Exhaustion of IDEA administrative procedures
Petitioner E.F., a student with cerebral palsy, had a service dog recommended by her pediatrician to help her with daily life activities. When E.F. was in kindergarten, her parents requested that the service dog accompany E.F. to school. The School District denied this request on the basis that the human aide assigned to E.F. through her Individualized Education Program (IEP) was able to address E.F.’s needs, rendering the service dog unnecessary. E.F.’s parents began homeschooling E.F. and filed a complaint with the Department of Education’s Office for Civil Rights (OCR), claiming that the exclusion of E.F.’s service animal was a violation of her rights under Title II of the Americans with Disabilities Act (ADA) and Section 504 of the Rehabilitation Act (Section 504). After OCR found in favor of E.F., the school invited E.F. to return to school with the service dog. Parents opted to enroll E.F. in another school district and then filed suit in federal court against the local and regional school district and principal (School Districts), alleging they violated the ADA and Section 504 by denying E.F. equal access to the school and its programs, refusing to reasonably accommodate E.F.’s use of a service dog, and discriminating against E.F., seeking declaratory and monetary relief. The District Court granted the School Districts’ motion to dismiss the suit, holding that §1414(l) of the Individuals with Disabilities Education Act (IDEA) required E.F. to first exhaust the IDEA’s administrative procedures. The Sixth Circuit affirmed.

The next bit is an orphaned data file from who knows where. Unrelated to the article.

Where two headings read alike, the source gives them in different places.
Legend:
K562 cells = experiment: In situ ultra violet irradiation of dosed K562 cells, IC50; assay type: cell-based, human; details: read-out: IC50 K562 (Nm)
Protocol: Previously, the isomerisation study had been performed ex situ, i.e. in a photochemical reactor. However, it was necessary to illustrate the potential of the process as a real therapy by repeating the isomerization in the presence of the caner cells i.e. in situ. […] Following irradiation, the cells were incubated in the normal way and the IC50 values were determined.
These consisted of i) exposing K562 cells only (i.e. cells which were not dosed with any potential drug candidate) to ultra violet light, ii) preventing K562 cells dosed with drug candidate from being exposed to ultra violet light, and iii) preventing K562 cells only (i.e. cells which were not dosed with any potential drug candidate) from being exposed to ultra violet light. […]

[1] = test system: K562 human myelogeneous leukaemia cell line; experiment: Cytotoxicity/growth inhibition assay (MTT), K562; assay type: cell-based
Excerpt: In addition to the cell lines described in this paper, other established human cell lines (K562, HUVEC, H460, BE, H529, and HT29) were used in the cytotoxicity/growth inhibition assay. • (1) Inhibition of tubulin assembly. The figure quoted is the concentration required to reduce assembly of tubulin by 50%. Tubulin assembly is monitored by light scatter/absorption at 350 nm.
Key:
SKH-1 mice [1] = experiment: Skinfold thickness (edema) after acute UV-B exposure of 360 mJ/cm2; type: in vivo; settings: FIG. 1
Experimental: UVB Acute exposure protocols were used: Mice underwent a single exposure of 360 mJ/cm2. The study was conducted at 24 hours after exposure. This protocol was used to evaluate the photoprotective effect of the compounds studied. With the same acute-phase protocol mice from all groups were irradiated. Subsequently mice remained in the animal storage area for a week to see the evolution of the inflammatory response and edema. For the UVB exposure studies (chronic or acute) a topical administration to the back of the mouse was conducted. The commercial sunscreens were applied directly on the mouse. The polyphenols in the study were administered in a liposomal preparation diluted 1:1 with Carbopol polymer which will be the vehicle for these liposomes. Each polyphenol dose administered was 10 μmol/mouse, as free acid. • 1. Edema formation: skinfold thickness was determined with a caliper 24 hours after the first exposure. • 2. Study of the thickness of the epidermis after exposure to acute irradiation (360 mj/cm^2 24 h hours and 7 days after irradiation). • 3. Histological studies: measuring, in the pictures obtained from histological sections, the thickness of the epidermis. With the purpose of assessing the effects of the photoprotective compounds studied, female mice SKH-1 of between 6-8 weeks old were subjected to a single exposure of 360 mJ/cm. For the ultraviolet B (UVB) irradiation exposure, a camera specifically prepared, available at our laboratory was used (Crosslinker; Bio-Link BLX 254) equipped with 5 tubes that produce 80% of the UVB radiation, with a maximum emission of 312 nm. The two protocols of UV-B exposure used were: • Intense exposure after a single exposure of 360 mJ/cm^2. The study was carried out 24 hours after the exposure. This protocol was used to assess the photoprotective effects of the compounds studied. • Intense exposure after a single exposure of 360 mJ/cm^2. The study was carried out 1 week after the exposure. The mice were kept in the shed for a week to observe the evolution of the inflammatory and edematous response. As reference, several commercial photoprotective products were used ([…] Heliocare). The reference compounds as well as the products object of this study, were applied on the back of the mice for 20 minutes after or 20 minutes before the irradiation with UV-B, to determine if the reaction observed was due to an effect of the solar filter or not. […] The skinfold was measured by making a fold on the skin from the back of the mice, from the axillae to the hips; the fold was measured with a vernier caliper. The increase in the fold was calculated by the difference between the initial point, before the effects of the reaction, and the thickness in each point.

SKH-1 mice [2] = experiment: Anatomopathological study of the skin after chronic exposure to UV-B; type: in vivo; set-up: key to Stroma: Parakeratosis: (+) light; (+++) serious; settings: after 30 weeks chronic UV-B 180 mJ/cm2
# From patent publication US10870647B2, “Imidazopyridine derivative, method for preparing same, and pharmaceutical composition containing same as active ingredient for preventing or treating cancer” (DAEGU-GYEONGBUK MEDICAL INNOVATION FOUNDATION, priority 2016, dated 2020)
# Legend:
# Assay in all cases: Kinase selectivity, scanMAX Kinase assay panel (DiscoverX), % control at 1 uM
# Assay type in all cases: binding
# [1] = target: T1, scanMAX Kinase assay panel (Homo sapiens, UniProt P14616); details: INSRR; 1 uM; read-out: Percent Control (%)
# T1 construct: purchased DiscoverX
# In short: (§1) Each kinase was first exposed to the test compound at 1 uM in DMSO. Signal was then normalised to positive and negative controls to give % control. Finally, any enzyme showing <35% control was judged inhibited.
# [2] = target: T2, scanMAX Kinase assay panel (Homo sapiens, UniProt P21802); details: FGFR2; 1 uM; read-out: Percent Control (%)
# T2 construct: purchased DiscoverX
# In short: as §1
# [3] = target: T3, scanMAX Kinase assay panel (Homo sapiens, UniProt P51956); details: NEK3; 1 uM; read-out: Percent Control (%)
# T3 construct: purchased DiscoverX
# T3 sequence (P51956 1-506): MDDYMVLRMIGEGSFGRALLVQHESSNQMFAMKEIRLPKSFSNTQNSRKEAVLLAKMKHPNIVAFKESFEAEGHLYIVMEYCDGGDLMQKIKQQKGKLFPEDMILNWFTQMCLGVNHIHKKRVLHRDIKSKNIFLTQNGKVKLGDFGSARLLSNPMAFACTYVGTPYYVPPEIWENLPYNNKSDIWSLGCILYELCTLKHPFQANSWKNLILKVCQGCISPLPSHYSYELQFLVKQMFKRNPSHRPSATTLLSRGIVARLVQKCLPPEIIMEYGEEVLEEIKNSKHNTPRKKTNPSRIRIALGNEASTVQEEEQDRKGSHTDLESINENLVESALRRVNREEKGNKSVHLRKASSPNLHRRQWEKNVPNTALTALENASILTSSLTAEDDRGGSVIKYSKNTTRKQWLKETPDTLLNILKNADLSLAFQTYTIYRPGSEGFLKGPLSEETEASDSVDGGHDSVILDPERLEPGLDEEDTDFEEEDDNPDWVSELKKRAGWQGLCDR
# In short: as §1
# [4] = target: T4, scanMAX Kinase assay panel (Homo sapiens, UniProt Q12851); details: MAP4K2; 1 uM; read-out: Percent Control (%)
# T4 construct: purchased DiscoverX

The U.S. Supreme Court, in an 8-0 ruling, held that exhaustion of the IDEA’s administrative procedures is unnecessary when the essence of the complaint is something other than the denial of IDEA’s core guarantee of a “free appropriate public education” (FAPE). Because the only relief provided through IDEA’s administrative procedures is relief for the denial of FAPE, this must be the substance of the plaintiff’s complaint for IDEA’s administrative procedures to apply. If a suit is brought under a different statute, such as the ADA or Section 504, and the relief sought is not for the denial of a FAPE, exhaustion of the IDEA’s procedures is not required.
The Court stated that courts must look at the substance of a claim to determine if a plaintiff is seeking relief for the denial of FAPE. The Court provided two questions to help determine whether the substance of the claim is denial of FAPE. First, “Could the plaintiff have brought essentially the same claim if the alleged conduct had occurred at a public facility that was not a school—say, a public theater or library?” Second, “Could an adult at the school—say an employee or visitor—have pressed essentially the same grievance?” If the answer to either question is yes, is it not likely that the complaint is about FAPE. If the answer to both questions is no, however, it is likely that the complaint does concern FAPE. The Court also suggested another clue that the case is about a denial of FAPE can be ascertained by looking at the history of the proceedings. If the plaintiff initially sought relief through IDEA’s administrative remedies, this may suggest the substance of the claim is a denial of FAPE.
The Court has remanded the case back to the Sixth Circuit to determine whether the Frys utilized the IDEA’s dispute resolution process prior to filing a federal suit. If so, the Sixth Circuit needs to determine whether the Frys’ actions indicate that the substance of their complaint is related to a denial of FAPE, thus requiring further exhaustion of IDEA’s administrative procedures.
This decision means that a plaintiff can bring a suit under antidiscrimination statutes such as the ADA or Section 504, without first exhausting IDEA’s administrative procedures if the gravamen of the complaint is not relief sought for the denial of FAPE.
Cassandra Black, IASB Law Clerk